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Advisors help enable our project teams for success

Our teams are composed of skilled and motivated individuals who are capable of being successful on a project. Advisors are there to support those teams and do not directly take on the responsibility of making the project a success.

Handling distractions

Advisors take on some tasks that would distract the team from their day-to-day priorities and are not completable by the client. These tasks can vary from team to team with one team feeling something is a distraction and a different team feeling something similar is not. Either may be true depending on the local context.

Some of the examples of these tasks include facilitating the weekly retro, negotiating extensions, rotations, and rate changes, and scheduling dinner around project wrap-up or rotations.

Maintaining a safer space

Advisors create the right environment for a team to effectively self organise. That might mean standing up to the client if they constantly push the team or change their mind three times a day. It often means teaching the client how to interact with an agile team. It might mean asking the team tough questions if they are continually shipping bugs, or starting lots of different tasks and finishing none. Most challenging of all it might mean prompting the team to talk about issues like a lack of communication between the team members if that's causing problems. All these actions are collectively called "holding the space", a reference to creating a safer space in which these tough subjects can be talked about without any feeling of blame or aggression, which tend to prevent everyone being able to engage properly.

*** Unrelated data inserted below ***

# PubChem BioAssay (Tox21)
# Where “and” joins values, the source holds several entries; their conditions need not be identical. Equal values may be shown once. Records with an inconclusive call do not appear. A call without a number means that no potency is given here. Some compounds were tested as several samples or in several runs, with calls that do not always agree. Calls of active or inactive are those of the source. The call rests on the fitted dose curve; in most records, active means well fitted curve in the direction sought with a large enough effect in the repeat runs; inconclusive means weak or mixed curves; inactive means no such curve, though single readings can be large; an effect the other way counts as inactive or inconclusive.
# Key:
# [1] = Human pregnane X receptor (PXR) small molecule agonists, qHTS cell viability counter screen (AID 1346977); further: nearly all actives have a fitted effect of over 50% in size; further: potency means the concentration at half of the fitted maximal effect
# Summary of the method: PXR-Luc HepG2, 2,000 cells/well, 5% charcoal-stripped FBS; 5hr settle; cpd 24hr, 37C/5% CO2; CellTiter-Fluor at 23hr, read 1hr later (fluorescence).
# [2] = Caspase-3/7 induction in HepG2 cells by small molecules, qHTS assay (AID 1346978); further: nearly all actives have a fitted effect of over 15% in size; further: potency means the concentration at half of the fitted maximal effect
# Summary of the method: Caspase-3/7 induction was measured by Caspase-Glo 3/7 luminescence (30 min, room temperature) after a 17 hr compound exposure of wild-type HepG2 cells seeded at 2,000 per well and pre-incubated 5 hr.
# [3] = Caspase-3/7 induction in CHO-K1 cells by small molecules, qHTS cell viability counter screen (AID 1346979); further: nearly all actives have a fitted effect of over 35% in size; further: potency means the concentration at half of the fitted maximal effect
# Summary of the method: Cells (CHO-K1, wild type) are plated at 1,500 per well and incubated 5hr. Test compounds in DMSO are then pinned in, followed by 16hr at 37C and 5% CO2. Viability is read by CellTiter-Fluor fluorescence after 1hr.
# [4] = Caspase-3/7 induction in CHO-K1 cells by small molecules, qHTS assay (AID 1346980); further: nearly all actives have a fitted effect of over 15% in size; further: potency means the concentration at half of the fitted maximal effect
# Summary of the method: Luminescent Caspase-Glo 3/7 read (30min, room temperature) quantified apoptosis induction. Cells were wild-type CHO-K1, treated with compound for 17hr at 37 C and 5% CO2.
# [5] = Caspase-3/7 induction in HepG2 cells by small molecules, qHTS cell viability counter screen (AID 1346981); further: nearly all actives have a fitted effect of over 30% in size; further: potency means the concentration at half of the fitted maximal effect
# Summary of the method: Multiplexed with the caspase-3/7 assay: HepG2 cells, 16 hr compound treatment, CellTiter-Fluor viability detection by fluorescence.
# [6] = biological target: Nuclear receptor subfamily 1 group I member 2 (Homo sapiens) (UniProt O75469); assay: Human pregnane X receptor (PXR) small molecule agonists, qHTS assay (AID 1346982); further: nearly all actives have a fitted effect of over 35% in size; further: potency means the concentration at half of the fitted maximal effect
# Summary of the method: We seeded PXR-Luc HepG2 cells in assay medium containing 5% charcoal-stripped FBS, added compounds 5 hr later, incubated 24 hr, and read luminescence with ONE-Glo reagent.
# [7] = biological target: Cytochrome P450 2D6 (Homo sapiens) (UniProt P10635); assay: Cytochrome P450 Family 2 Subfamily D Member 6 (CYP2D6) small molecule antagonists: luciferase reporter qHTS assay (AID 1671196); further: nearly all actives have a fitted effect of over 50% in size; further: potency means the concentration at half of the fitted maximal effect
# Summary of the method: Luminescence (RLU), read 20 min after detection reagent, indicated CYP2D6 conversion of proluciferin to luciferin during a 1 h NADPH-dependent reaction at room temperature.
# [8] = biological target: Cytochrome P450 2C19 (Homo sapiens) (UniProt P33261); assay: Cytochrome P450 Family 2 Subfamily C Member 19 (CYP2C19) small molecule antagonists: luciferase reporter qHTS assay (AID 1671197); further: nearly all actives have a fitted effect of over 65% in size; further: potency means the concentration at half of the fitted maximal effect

Retrospectives are one tool that can be used to hold the space, but they tend to be insufficient on difficult projects if they are the only tool being used.


Advisors help the team when there is a lack of skill within the team in one area or another. The most common example here is with "consultancy skills." These are the skills like talking about technical details to a client, saying "no" to them when necessary, and helping them to understand why something is impossible or a bad idea. These skills take time to develop and if there is no-one on a team with them it can cause problems. The best solution isn't to put someone with these skills between the client and the team but to help the team learn these skills. Either by directly coaching these skills, or arranging for the team to spend time with someone who can coach them.

Getting help

Sometimes projects don't go well. If you're struggling or unsure what you can do to help a project, reach out to your local directors or the Consulting Basecamp project for advice.


Talk to one of our product experts about building success into your process.

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